Source: www.freeimages.com

As I write this blog, I’m thinking a lot about short-term mission.  I’m writing new material about short-term mission for our series of online-guides to doing mission well.  I’m preparing to brief one of my trustees who is coming with me on a visit to Zambia later this year, and I’m preparing to train a youth group I’m leading on a short-term expedition to Brazil in the summer.

A lot of effort goes into short-term mission, and one of the questions that is repeatedly asked is ‘Why not just send the money?’  It’s a question that people like me are used to hearing, and we justify the time, effort and funding involved in doing short-term mission by talking about partnering with an overseas church, encouraging believers in other countries, gaining a bigger picture of life in different parts of the world, and seeing people growing in faith and character as they serve others.  But the question itself reveals a pragmatic and materialistic mindset.

Yes, if we wanted to get the job done, we would send the money.  I’m going to Brazil in July with the primary goal of building a wall.  I’m sure there are people in Brazil who can do that.  But there’s so much more to it than that.  It’s about relationships.  My relationships with the people who will fund, support and pray for me.  My relationship with the team going with me.  Our relationship with our sending churches and agency.  Our relationship with the Brazilians we will serve.  Our churches’ relationship with them.  And above all, our relationship with our God who sends us.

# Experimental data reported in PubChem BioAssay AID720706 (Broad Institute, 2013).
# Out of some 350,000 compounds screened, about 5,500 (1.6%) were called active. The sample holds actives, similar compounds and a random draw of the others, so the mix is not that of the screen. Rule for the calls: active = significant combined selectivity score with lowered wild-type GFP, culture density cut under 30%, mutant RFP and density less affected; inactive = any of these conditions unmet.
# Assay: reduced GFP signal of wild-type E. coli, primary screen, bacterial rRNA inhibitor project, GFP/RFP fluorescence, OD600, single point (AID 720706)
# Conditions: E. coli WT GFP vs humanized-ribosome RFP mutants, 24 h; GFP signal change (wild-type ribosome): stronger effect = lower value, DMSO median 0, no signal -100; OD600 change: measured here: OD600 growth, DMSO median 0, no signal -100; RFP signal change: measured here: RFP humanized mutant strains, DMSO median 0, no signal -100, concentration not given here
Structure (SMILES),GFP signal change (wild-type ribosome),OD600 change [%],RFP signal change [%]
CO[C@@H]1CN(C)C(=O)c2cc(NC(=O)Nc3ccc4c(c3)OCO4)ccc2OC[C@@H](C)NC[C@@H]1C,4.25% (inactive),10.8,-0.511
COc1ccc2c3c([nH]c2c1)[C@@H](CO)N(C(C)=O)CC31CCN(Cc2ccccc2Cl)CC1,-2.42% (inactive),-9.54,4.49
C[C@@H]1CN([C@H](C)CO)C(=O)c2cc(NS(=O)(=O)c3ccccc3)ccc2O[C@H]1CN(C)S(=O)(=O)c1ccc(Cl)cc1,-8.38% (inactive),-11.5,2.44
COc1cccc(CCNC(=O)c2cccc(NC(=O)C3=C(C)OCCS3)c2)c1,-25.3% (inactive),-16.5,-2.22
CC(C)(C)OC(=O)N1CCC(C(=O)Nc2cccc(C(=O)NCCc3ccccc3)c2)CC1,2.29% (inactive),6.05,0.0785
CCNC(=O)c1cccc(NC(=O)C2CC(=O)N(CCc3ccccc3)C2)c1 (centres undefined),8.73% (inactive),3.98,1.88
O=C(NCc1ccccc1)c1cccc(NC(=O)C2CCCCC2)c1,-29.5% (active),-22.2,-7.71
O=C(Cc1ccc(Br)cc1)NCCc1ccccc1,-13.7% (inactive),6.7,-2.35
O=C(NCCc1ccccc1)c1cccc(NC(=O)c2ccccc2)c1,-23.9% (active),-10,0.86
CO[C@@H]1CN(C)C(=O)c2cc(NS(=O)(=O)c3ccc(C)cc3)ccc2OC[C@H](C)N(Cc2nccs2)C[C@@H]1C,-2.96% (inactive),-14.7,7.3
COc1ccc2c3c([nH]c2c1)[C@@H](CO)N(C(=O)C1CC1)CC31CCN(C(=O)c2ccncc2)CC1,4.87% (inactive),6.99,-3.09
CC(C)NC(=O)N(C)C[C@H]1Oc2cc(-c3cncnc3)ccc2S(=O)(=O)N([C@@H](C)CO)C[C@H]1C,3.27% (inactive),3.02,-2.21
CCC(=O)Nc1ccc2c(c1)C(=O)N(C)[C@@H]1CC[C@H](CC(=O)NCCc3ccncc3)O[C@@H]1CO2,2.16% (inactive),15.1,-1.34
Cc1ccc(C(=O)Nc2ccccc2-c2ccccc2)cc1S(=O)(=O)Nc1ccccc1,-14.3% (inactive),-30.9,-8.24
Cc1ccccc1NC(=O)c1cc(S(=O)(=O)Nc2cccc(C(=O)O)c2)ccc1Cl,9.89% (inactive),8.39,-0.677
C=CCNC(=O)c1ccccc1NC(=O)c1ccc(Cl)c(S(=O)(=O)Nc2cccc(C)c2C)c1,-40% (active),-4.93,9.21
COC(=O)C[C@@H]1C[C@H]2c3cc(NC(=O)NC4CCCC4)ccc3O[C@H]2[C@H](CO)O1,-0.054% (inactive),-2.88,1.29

God is a sending God.  He sent Joseph into Egypt to save lives (Gen 45:5) and sent Moses to the Israelites to deliver them from Egypt (Ex 3:14).  These images speak of God sending a rescuer, and his ultimate response to humanity’s dire need was to send Jesus (Luke 4:43, John 8:42, 1 John 4:10) to rescue us.  Jesus called some of his disciples apostles (Luke 6:13) – the word means in Greek someone who is sent out – whom he then sent out to make more disciples (Matthew 28:19).  God sent Ananias to minister to Paul (Acts 9:11), who in turn was sent to preach the gospel (Galatians 1:1).  He wrote in Romans 10 about people who haven’t heard about God:

How can they call on the One they have not believed in?

And how can they believe in Him who they have not heard of?

And how can they hear without someone preaching to them?

And how can those preach unless they are sent?

We go because we are sent, not merely to build a wall but to preach the gospel.  We may not be able to communicate effectively in Portuguese but we hope by our actions and attitudes to demonstrate the love of Jesus and the truth of the gospel.  Our relationship with God will hopefully be reflected in our relationship with the people we serve, and lead them into relationship with God too.

Money talks, but it can’t preach the gospel.

Anyone considering doing some short-term mission might like to read the Syzygy Guide to Doing Short-Term Missions Well, one of a series of guides designed to help people prepare for missions, whatever stage of their journey they’re at.